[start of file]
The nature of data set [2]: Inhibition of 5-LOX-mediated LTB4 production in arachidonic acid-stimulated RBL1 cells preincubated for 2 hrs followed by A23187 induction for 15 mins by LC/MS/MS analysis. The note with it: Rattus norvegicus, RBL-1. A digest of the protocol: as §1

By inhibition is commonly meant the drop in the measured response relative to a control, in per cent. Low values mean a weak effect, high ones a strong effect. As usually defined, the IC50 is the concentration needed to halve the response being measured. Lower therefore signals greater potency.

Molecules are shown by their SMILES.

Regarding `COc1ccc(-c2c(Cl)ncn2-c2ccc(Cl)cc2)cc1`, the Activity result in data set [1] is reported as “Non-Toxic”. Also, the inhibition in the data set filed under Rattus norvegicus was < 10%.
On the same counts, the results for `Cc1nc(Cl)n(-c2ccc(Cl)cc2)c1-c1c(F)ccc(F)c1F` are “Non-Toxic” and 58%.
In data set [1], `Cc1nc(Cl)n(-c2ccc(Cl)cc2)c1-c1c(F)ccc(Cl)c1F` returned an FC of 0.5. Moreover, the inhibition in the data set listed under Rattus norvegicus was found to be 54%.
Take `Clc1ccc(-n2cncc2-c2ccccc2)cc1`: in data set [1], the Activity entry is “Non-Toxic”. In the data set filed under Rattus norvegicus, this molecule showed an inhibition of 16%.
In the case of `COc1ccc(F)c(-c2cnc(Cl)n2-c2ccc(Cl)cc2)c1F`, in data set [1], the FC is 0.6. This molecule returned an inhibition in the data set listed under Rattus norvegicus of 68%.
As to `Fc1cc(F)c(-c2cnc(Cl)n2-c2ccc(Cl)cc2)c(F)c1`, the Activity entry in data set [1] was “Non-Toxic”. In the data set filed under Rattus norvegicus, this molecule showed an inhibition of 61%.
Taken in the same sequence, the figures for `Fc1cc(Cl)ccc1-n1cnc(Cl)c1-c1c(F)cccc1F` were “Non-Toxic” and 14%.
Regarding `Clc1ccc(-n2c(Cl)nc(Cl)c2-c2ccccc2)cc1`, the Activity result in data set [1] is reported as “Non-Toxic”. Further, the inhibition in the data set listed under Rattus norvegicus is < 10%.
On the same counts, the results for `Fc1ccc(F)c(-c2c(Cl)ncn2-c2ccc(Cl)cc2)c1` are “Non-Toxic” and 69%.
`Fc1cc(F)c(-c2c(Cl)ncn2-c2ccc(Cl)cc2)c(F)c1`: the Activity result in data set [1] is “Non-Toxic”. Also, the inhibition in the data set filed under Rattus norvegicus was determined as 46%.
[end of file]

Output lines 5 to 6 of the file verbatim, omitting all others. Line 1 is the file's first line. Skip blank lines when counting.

On the same counts, the results for `Cc1nc(Cl)n(-c2ccc(Cl)cc2)c1-c1c(F)ccc(F)c1F` are “Non-Toxic” and 58%.
In data set [1], `Cc1nc(Cl)n(-c2ccc(Cl)cc2)c1-c1c(F)ccc(Cl)c1F` returned an FC of 0.5. Moreover, the inhibition in the data set listed under Rattus norvegicus was found to be 54%.